Every year for three months between February and Easter, a large tribe of my extended family descend on the Mornington Peninsula, near Melbourne, for our annual beach campathon. The weather is reliably pleasant, the immediate seaside location is sensational, the commuting distance back to Melbourne is short, and, most importantly, all of the tribe are keen on good food. The topic is never far away from our thoughts. What will we all make next weekend? Will we have a curry night? Who wants some Mie Goreng for breakfast? Where can we buy some decent fish on the peninsula? I need some sauerkraut to go with my Kransky? Whose turn to do the salt and pepper calamari? On and on it goes. The wok is always out, we have two well set up kitchens, a BBQ, a large old retro fridge, and every kitchen gadget you can think of. Everything AND the kitchen sink. All that sea air makes every one very hungry.
But travelling to and fro between two kitchens can make meal planning a little tricky. Returning last Monday, I was about to throw in the towel and considered a pub meal out. ( a desperate solution given that I live in a Culinary Black Hole) Then I found a simple little recipe in a favourite book which I knew would only take 20 minutes to throw together. Nick Nairn saved the day.
Hot Smoked Salmon Fishcakes with Tomato Salsa for two mains, or 4 starters.
- 300 grams mashed potato ( I used Dutch Creams )
- 150 grams hot smoked salmon in a piece, flaked
- 2 spring onions, finely sliced
- juice of a lemon
- sea salt and ground black pepper
- seasoned flour for coating
- butter for frying
For the Salsa
- 6 small tomatoes, heirloom or vine ripened, cut into eighths
- 1/2 red onion, finely chopped or sliced
- 1 garlic , finley choopped
- 1 – 2 fresh chilli, finely chopped
- 2 Tablespoons EV olive oil
- juice of 1 lime
- coriander roughly chopped- optional)
- To make the salsa, mix all ingredients and set aside.
- Mash the potato with a little butter, then add spring onions, flaked salmon, and squeeze the lemon juice into the mix. Fold together till of a suitable consistency and season.
- Shape the mixture into four fishcakes . Dip each side into seasoned flour.
- Melt the butter in a frying pan and fry the fish cakes for 3- 4 minutes each side until a golden colour . Keep warm.
To serve, Place a dollop of salsa on each plate and place a fishcake in the centre (or two for two mains) . Use the spare dressing to drizzle around the plate.
I have adapted this from Nick Nairn’s Top 100 Salmon Recipes. ( 2002) by altering the ratio of potato to smoked salmon. Scottish comfort food goes Asian – perfect.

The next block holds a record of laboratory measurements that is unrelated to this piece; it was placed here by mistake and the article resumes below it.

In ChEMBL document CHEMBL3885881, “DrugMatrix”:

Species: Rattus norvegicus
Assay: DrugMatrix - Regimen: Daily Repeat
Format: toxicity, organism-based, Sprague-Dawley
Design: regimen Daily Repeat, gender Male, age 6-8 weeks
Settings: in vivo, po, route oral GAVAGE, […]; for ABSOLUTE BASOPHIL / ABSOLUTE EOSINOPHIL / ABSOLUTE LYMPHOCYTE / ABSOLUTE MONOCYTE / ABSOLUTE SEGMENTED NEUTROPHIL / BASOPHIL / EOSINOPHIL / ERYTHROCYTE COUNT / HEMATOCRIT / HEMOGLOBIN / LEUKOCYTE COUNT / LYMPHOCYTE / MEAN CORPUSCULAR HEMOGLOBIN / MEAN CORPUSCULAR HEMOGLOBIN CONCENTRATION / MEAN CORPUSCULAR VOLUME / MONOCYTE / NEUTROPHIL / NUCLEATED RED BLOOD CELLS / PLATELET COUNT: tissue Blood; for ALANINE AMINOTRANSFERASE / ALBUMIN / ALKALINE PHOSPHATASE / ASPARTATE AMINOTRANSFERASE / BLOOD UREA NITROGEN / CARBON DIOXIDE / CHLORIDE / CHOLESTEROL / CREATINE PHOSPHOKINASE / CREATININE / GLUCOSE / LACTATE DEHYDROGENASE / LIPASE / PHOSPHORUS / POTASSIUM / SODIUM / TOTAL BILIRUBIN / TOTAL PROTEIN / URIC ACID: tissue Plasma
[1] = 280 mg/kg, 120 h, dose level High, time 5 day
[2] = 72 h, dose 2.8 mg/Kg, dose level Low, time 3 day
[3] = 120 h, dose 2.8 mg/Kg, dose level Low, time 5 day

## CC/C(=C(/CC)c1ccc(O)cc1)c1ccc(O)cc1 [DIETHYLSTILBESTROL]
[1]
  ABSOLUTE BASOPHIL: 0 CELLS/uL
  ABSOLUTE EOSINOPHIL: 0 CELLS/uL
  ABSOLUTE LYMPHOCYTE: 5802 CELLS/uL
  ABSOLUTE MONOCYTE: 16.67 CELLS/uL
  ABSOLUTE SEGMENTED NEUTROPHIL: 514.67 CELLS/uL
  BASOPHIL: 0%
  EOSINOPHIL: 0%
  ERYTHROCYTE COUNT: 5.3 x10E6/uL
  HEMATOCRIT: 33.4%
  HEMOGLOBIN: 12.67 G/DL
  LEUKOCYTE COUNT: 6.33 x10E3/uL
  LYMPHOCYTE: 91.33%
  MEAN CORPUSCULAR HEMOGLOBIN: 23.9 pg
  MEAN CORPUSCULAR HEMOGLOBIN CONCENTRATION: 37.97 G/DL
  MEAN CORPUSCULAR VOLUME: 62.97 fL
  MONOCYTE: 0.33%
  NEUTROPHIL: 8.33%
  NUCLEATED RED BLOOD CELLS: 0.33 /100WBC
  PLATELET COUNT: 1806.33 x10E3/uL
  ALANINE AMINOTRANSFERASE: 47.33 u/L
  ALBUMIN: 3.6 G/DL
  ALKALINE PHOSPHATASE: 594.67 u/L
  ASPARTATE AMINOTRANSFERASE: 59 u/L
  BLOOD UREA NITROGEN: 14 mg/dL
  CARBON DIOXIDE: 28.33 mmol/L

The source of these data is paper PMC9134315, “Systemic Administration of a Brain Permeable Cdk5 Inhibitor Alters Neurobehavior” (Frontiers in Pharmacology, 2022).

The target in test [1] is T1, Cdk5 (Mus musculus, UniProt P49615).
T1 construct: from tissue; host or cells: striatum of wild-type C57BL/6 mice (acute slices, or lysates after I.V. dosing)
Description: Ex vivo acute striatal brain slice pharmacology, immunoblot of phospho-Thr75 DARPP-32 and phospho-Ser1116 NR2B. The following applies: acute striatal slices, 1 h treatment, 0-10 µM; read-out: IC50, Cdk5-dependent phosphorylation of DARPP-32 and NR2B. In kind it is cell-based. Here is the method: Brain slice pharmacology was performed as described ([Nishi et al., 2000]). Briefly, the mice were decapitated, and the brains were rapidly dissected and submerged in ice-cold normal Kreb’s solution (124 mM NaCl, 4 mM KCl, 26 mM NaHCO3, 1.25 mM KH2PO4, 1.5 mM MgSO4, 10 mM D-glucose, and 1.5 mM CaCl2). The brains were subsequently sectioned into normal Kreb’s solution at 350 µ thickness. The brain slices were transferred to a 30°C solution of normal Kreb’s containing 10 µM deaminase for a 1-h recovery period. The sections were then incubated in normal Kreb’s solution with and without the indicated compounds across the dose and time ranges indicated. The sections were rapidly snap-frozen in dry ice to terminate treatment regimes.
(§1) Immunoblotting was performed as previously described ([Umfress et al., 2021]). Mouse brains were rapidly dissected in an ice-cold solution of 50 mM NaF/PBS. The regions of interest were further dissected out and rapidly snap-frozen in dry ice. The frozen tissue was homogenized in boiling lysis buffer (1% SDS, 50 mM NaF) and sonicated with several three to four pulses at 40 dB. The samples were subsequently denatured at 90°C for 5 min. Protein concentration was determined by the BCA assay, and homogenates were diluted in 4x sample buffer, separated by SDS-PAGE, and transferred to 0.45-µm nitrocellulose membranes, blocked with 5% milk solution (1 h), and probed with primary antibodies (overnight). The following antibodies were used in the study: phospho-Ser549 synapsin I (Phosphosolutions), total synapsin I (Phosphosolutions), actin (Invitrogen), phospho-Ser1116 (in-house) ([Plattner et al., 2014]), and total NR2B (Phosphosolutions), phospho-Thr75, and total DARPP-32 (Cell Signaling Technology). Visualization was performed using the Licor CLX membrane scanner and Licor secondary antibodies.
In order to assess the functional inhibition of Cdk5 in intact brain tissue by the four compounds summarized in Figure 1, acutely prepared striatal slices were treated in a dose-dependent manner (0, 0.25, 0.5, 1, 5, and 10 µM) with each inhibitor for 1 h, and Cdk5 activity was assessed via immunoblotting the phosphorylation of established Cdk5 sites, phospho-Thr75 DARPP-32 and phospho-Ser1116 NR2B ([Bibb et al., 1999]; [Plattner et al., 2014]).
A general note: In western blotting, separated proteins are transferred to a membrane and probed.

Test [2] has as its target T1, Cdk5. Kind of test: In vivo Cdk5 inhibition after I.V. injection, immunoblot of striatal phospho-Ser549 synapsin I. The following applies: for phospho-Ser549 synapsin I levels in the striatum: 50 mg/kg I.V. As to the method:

11 thoughts on “Desperado – Summer Smoked Fishcakes and Tomato Salsa”
I love that book of Nick Nairn’s… such a simple and delicious recipe, Francesca. Hope you had a great break!
Thanks Liz, the break is still on going- two months worth.I love it but the jobs mount up at home. That little Salmon book is a gem.
Just because you’re camping doesn’t mean you shouldn’t eat well!! The fish cakes sound simple and delicious. I made something similar the other day with leftover seasoned sushi rice and smoked trout. I’ll keep your little wonders in mind!
Some nearby campers have varying approach to food. Some see it as a chance to eat junk food all weekend or dine out. One really good set up have their own Pizza oven! One chap fishes for snapper all weekend, comes back and fillets them for his freezer. I should put my hand up for the head and bones for a nice stock.
Yes you definitely should!
I have never heard about this, probably I should considering that your dish looks delicious!
Living in a culinary black hole must make everyone very good home cooks!
Forgive me if this is a dumb question – but what do you mean by hot smoked salmon? As in you buy a cold smoked piece and heat it? A fillet you smoke yourself? Either way sounds delish. I am going to try venture down for a camp next weekend! Fingers crossed!!
Also, coriander should not be optional!!! 😉
Hot smoked fish can be bought in a slab from the cold section of a supermarket. It is Tasmanian salmon smoked in a piece- like a fillet of fish. It is usually round $9.00, not so economical, but when flaked into a fish cake or a cullen skink, or tossed through a pasta with some fronds of dill and capers, hmm, it seems worth the expense.